Travel Thursday: Fair is a Four-Letter Word

One of my favorite blog authors is Eric Barker, who writes thought-provoking and well-researched columns over at Barking Up the Wrong Tree. (He also recently published a book by the same name, if you prefer to do your reading offline.) And to kick off the year, he wrote a great post addressing a popular New Year’s resolution: This Is The Easy Way To Save Money: 6 Powerful Secrets From Research.

I was enjoying the piece thoroughly, as I usually enjoy Eric’s writing. But it was the points around fairness that got me thinking about the airline industry. In the “Fair is a Four-Letter Word” section, Eric points out that sometimes, we allow the concept of fairness to get in our own way. When Uber is applying surge pricing on a rainy day, we might choose to walk rather than ride – even though it’s worth the extra $5 to not arrive soaking wet at our destination. In Dan Ariely’s latest book, he argues that what’s important is a good/service’s worth to us… not whether it’s priced fairly. I think that lesson is one people often forget in dealing with airlines.

Low_Fare_Air

Sure, it would suck to pay $15 for a seat that maybe ought to be included in the ticket price… but wouldn’t $15 be worth the relaxation of not having to stand? (This is also a pretty great analogy for premium economy seating, which is now expanding to TATL flights.)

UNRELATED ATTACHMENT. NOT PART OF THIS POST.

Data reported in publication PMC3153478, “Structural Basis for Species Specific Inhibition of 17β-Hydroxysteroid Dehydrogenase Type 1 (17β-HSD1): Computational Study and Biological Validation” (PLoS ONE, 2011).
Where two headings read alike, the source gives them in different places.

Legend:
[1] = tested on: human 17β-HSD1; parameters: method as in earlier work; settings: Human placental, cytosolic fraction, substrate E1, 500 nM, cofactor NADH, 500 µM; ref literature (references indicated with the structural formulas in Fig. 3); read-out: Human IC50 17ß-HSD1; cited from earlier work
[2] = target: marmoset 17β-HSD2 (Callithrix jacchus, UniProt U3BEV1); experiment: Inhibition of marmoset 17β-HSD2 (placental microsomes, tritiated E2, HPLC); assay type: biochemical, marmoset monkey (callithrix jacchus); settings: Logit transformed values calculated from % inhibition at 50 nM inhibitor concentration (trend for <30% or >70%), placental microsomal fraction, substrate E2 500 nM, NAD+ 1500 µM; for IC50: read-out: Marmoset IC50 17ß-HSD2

To be crystal clear with an airline example: tickets from New York to LA can cost $100, or they can cost $1000. (Or a lot more than even that.) But if the airlines weren’t flying that route, how would you otherwise get from New York to California? If Amtrak is pricing cross-country train tickets at $250, any flight under that price is already a bargain. Personally, though, I’d pay a big premium to avoid wasting hours and hours on a train. And an even bigger premium to avoid driving myself for even longer, having to buy $300 worth of gas, and not being able to be productive on the way! When taken in the context of the service’s worth, a $500 flight seems downright reasonable.

Next time you’re upset about how expensive flights are, focus on their value to you. How awesome is it that you can go thousands of miles in just a few hours, while barely lifting a finger? Even if the in-flight wifi isn’t working (arghhhh, makes me so frustrated!), you can read a book, do some puzzles, just close your eyes and nap your way around the world – as you’re not in the driver’s seat. Put into that perspective, the airlines that allow us to travel the world so effortlessly are pretty darn amazing.

Happy Flyday!

Comments

  1. I like this topic! Yes, sometimes things are overpriced but I decide whether or not it’s worth it to me to pay that extra money for the convenience of what I’m getting. Sometimes I’m all about being as frugal as possible, and sometimes I’m tired and will pay a lot extra to make something easier for me.

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